Pay Up!: How CIOs Get Departments To Pay For Their Share Of IT

by drjim on October 28, 2009

Image Credit 1-800-Flowers Found A Way To Make Everyone Pay

1-800-Flowers Found A Way To Make Everyone Pay

Everybody wants their IT services for free. When you become the CIO, you’ve got to find an answer to the ugly question of just who’s going to pay you for all of those fancy IT services that your department can provide.

Sometimes there’s a single IT budget for the entire company that everyone draws from. But who gets what? Does everyone get the same amount? Do successful departments get more IT services than other departments? If they don’t, then will they start to set up their own IT department? Looks like another problem that you’re going to have to solve when you are the CIO…

Budget, Budget, Who’s Got The IT Budget?

In most of the civilized world clean drinking water is freely available all the time. Since it’s always available and we don’t really pay very much for it, we use it like there is no tomorrow.

Who cares about leaky faucets? Run the yard sprinklers, fill the pool, etc. – there’s really no cost to being wasteful with the stuff. This is all fine and good until something happens. When there is a sudden scarcity of water, all of a sudden we become much more aware of just how valuable it is.

I live in Florida and when a hurricane (or the threat of one) looms, bottled water is what everyone starts to stock up on. We can go without electricity for days, but not water.

The services provided by IT are the same way – if nobody has to pay for the helpdesk, or the onsite support, or the printer paper, then we all use them like they were free – which they basically are. As a CIO you’ve got a money problem. The internal customers that you serve are going to want you to do more and more for them while at the same time they are going to expect to not have to pay for any of it. Sounds like you’ve got a problem on your hands.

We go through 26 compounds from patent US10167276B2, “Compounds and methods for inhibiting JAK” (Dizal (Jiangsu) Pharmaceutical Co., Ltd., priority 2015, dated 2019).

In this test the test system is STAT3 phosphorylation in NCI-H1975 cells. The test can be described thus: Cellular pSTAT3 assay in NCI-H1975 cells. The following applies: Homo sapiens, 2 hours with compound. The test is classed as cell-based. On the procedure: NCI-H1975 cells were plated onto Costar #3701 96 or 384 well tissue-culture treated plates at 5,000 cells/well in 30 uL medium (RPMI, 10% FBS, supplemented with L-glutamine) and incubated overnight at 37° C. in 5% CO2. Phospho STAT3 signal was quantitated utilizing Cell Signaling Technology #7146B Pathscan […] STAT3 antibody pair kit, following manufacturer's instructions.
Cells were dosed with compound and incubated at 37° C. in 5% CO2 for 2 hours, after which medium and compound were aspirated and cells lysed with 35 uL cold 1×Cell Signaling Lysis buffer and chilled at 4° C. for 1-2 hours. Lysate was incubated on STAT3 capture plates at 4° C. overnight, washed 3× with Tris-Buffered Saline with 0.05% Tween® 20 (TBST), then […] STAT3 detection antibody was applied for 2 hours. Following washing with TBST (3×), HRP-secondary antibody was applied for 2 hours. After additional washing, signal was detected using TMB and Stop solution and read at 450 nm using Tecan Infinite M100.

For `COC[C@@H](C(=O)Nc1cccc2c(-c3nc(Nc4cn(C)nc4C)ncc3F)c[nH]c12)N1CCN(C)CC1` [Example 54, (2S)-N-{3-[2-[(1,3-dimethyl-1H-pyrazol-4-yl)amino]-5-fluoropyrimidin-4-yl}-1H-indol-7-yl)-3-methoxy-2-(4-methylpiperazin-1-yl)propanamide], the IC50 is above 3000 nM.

Flower Power

Tim Moran has taken a look at how the company 1-800-Flowers.com has dealt with this very problem. In the case of 1-800-Flowers, they had created a problem by buying other companies who came along with their own IT departments. They centralized the IT services; however, they were left with 14 separate brands and businesses.

Each of these separate businesses uses IT services; however, they didn’t have to pay for them – the IT funding came out of a central budget. This meant that everyone felt free to request as many laptops, Blackberrys, and cell phones as their little hearts desired because they were all, effectively, free to them. You can imagine the CIO headaches that this was causing – there was no financial IT alignment.

Pay To Play Saves The Day

There is a lot of talk about how CIOs need to find ways to innovate within their departments. Over at 1-800-Flowers CIO Steve Bozzo showed some innovation when he decided to solve this problem by starting to charge each of the company’s brands for the IT services that they were using.

It turns out that this isn’t really all that hard to do. There are plenty of good software programs out there that allow you to do this type of item-by-item billing using the Internet to provide online access to the bills. The real challenge is loading all of the data into the system in the first place.